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Five Things for Friday

I’m just going to get right to it. There’s a lot of great things this week.

One

Oh. My. Goodness.
I don’t know if you subscribe to A.Word.A.Day by
Wordsmith.org but if you do, the usage citation was probably familiar… yes, that was Confessions of a Little Black Gown being used to represent the word, “Woolgathering.” I was, and still am, over the moon.

Here is a clearer view of the post. If you don’t get this daily email—and why wouldn’t a group of dedicated readers, aka lovers of words, not want a daily word?!—you can subscribe here.

Two

A dear friend of mine who READS everything declared she was “sick and tired of World War II books.”

I’m still unable to resist—probably because I grew up begging a steady stream of stories of WWII from family friends and relatives. My favorite: Rody, please tell me again how you escaped from the POW camp!

(Which, btw, is a thrilling story of how a young Rody, dodged being given over to the Russians, got aided by ordinary German citizens, and found his way back to the American lines.)

So clearly I’ve digressed, but this week, I picked up and read The Spies of Shilling Lane by Jennifer Ryan. She also wrote The Chilbury Ladies’ Choir. which according to Amazon I have on my poor, overburdened Kindle.

The Spies of Shilling Lane is more fun and emotional than thrilling and dark danger. Our middle aged heroine, Mrs. Braithwaite, has been drummed out of power in her small village after her husband divorces her, and now an outcast, she goes to London to find her missing daughter. As they say, hjinx ensue.

I thought it sweet and tender at times, as Mrs. Braithwaite, so sure of herself and her standing in the world, comes to see herself with new eyes. We all need a little bit of Mrs. Braithwaite in our life.

Three

After our sweltering heat wave in Seattle—did I mention it was 108?—we’ve all been looking for new ways to stay cool. Mine? I reached back to my childhood for homemade popsicles. I bought a set of molds, and now when I make smoothies and there is a bit left, I freeze it for another day. Such a treat!

If you have a favorite popsicle recipe, send it along. I’m looking for some to try out.

And speaking of the heatwave, just as we were about to have a bonanza crop of raspberries, the heat cooked them on the vine. I lost about 40% of my berries. Sadly, so did all the commercial growers. Did you know that most of the raspberries in the United States come from my corner of the world? So if you find some, eat them up, because they will be scarce this year and next year as well.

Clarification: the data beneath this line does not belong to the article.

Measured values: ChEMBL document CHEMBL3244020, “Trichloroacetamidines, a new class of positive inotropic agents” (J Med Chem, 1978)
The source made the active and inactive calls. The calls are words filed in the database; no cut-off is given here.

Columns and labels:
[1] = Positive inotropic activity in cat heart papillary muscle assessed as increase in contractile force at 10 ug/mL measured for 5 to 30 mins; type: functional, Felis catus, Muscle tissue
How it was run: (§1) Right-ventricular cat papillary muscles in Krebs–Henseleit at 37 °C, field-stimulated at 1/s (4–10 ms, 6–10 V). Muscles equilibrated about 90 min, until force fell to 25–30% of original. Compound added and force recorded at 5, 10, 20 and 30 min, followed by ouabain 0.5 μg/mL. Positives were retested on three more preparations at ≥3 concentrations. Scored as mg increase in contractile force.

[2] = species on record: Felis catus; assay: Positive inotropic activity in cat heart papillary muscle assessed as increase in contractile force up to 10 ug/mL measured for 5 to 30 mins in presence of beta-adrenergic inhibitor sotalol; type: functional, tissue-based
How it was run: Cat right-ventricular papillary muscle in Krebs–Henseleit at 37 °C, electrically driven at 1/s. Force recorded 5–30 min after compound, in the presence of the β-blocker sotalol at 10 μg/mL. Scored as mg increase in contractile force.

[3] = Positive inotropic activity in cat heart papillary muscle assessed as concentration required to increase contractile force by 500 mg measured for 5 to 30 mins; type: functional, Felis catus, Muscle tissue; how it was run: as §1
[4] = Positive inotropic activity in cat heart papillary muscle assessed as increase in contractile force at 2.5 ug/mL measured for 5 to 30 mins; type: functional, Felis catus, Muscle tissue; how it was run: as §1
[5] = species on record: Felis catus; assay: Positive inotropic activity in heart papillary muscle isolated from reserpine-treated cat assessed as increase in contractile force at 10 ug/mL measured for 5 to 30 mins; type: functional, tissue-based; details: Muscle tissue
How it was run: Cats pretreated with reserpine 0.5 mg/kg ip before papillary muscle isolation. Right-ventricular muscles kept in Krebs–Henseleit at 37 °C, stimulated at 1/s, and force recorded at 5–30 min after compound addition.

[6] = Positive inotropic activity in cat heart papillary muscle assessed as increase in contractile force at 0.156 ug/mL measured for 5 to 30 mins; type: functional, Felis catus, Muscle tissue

Four

As I said last week, you all outdid yourselves providing reading suggestions, or rather, books you love to reread. So here are more of your favorites:

Cerese confessed a love for Summer Sisters by Judy Blume. I have to agree. And a great summer read.

Michelle suggests that if you like historical fictions, try Conn Iggulden’s novels. She likes his War of the Roses books. (Great, an entirely new author with tons of books to read. My Kindle is groaning. That’s not really a complaint, but you knew that, didn’t you?).

And Shaleah sent me a great list of books she loves to reread:

  • Beauty by Robin McKinley, a YA retelling of, you guessed it, Beauty and the Beast. (Which by the way, is one of my favorite tropes! How did you know??)
  • Devil in Winter by Lisa Kleypas. (I think this was my first Kleypas as well. Oh, so good.)

  • Pride & Prejudice by Jane Austen. (Yes. And YES.)
  • Anything by Ilona Andrews. (Elizabeth Bennett would add that this is a universal truth that always bears repeating. LOL)

Five

Last month, we went to Chicago for a family wedding and to spend time with our oldest son who just graduated from college. While there, we made a trek to the Field Museum of Natural History and got to see the wonderful exhibit Becoming Jane, on the formative years of Dr. Jane Goodall.



(Those dinos! Always right there ready to photo bomb a selfie!)

At the end of the exhibit, they ask everyone to take a pledge to do better by our planet by taking one simple step a day, such as taking a walk outside, and avoiding products that harm our environment. So I did.

I pledged to use less single use plastics. It was something I’ve been trying to do for a number of years, but I got serious and ordered a roll of Bee’s Wax Wrap.

Photo credit: Bee’s Wax Wrap

I got the roll so I could cut my own pieces and so far, I love it. It keeps food so much nicer than plastic wrap does. I should have done this years ago. If you have questions about it, Bee’s Wrap has a thorough FAQ that will answer all your questions.

And yes, I did just share a picture from the inside of my fridge. We’ve gotten to that point in the newsletter relationship.

That’s it! See you next week, when I’m probably going to ask your help in deciding what color to paint my office.

Also, the winners from last week’s contest for the autographed copies of Sonali Dev’s books are Jenne of Denton, TX and Jo of Little Rock, AK. Watch for your books—they are in the mail. If you haven’t heard, Sonali’s newest book, Incense and Sensibility is out now.

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